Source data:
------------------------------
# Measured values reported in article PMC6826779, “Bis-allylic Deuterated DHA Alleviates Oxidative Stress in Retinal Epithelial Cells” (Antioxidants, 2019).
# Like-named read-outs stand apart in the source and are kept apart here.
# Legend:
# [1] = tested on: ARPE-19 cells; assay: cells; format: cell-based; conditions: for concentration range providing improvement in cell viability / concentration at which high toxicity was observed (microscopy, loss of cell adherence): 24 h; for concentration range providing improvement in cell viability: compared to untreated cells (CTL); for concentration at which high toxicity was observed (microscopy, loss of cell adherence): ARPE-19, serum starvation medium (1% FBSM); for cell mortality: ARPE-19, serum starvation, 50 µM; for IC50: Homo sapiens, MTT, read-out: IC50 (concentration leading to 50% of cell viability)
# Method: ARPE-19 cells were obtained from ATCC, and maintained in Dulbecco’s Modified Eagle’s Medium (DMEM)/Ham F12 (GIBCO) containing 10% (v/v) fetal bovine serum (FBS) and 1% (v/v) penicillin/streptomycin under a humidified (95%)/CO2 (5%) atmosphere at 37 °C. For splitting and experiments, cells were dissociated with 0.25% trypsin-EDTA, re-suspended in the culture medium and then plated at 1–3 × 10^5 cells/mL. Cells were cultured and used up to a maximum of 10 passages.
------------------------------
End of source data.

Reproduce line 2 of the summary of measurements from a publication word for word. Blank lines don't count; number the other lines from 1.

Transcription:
# Like-named read-outs stand apart in the source and are kept apart here.